New £5 million 'payment by results' deal to get rough sleepers off London's streets
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An innovative new ‘payment by results’ scheme to help London’s persistent rough sleepers off the streets and into secure homes was launched …
An innovative new ‘payment by results’ scheme to help London’s persistent rough sleepers off the streets and into secure homes was launched today by Housing Minister Grant Shapps and London Mayor Boris Johnson.
Building on the progress made by the Mayor’s London Delivery Board and the capital’s charities in tackling homelessness over the last three years - including a three-quarters reduction in the number of entrenched rough sleepers in the capital - this new funding will be used to deal specifically with persistent rough sleepers half of whom come from overseas and who are often facing multiple challenges including drug, alcohol or mental health problems.
In a ‘payment by results’ deal known as a Social Impact Bond, each charity will receive a share of this funding - but how much will depend on the success of their new projects.
The criteria they will be measured against include:
- reducing the proportion of regular rough sleepers returning to London’s streets
- reducing admissions to hospital Accident and Emergency Units; and
- increasing the number of rough sleepers moved into settled accommodation and employment.
Grant Shapps said:
We have made great progress but if we are to have any hope of ending rough sleeping for good we must take a new approach. That involves stopping those without a bed from coming to London in the first place.
But it also means using innovative schemes such as Social Impact Bonds to make sure the best charities are rewarded for success in securing stable homes and jobs. That’s why I’m backing those organisations with new ideas for helping persistent rough sleepers with a new £5million payment by results scheme, to ensure that these charities who pull out all the stops are rewarded for their efforts.
I am determined to back those who work tirelessly to get people off the streets and into stable homes and jobs, and whose efforts will bring us ever closer to ending rough sleeping for good.
London Mayor Boris Johnson said:
In just three years we have made some real strides towards ending rough sleeping in London. We have already helped three-quarters of the capital’s most entrenched rough sleepers off the streets and seen a massive reduction in the number of people spending a second night outside.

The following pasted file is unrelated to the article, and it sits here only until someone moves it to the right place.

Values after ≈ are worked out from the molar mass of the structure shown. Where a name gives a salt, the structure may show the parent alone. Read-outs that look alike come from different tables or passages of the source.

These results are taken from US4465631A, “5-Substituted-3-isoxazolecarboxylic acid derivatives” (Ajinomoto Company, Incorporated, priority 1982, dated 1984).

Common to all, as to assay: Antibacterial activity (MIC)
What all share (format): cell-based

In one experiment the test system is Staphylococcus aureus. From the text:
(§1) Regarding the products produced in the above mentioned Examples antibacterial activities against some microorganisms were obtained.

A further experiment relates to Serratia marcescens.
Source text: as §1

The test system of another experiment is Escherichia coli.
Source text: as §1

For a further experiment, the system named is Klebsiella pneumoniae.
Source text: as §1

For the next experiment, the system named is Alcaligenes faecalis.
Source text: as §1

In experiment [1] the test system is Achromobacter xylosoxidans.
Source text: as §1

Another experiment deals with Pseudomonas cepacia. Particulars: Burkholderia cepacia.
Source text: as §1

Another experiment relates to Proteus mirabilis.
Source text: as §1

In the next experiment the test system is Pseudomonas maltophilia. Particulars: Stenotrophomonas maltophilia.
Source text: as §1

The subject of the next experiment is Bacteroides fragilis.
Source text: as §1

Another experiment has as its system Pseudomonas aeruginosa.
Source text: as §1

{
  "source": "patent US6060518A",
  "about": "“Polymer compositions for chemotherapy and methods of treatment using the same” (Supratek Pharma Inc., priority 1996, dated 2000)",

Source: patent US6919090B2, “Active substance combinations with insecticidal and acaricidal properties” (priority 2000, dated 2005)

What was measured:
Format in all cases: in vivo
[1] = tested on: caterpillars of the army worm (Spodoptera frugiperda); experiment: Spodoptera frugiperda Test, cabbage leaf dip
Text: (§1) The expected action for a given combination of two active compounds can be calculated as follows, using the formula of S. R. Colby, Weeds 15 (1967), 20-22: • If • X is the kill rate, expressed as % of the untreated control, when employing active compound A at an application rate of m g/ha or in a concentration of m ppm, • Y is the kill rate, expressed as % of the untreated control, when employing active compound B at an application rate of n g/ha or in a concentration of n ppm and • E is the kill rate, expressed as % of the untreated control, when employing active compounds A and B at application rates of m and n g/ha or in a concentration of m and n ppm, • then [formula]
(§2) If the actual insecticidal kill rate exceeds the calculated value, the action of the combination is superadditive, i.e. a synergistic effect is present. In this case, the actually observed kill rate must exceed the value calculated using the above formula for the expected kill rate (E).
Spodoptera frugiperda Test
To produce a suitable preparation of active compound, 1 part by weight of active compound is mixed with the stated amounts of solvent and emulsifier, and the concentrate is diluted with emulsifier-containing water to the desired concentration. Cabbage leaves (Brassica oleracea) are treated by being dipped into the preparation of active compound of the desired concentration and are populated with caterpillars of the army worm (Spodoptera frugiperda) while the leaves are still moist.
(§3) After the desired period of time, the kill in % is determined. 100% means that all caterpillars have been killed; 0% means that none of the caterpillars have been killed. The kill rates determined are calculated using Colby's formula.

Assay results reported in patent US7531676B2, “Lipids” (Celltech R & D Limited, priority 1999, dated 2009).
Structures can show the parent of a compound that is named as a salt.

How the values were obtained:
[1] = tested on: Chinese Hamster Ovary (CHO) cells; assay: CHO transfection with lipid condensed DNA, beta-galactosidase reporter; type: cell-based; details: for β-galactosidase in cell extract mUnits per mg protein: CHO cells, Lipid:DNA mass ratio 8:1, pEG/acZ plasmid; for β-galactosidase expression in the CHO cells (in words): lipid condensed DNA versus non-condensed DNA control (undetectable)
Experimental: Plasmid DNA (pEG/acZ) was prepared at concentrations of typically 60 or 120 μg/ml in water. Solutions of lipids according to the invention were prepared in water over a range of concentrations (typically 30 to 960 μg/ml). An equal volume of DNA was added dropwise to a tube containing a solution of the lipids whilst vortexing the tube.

However much remains to be done if we want to reach our goal of ending rough sleeping in London this year and we must get out there and help those persistent rough sleepers, often battling with hugely complex addiction and mental health problems, to find a new life off the streets.
Notes to editors
1. This new incentive fund, known as a Social Impact Bond, will be administered by the Greater London Authority.
2. The Government has provided a £400million grant for preventing homelessness.
3. The Government is also providing £18.5million for councils to help tackle and prevent rough sleeping among single people, ensuring that nobody is turned away without clear and useful advice when they are most in need.
4. The Government and the Greater London Authority are also working closely with foreign embassies to minimise the problem of foreign nationals sleeping rough, with embassies making it easier for rough sleepers to get the documents they need and providing advice and assistance to their citizens in both the UK and in their home countries.
5. A breakdown of rough sleeping in London by the Combined Homelessness and Information Network, showing that over half of London’s homeless are from overseas, can be found at: www.broadwaylondon.org/CHAIN/Reports/StreettoHomeReports.html (external link).
- Social Finance completed a feasibility study for the Greater London Authority and the Department for Communities and Local Government to assess the use of a Social Impact Bond to improve outcomes for a cohort of people who are frequent returners to rough sleeping in London. The study was supported by the Young Foundation who mapped existing rough sleeping services and identified core principles for a new model of individualised support services.
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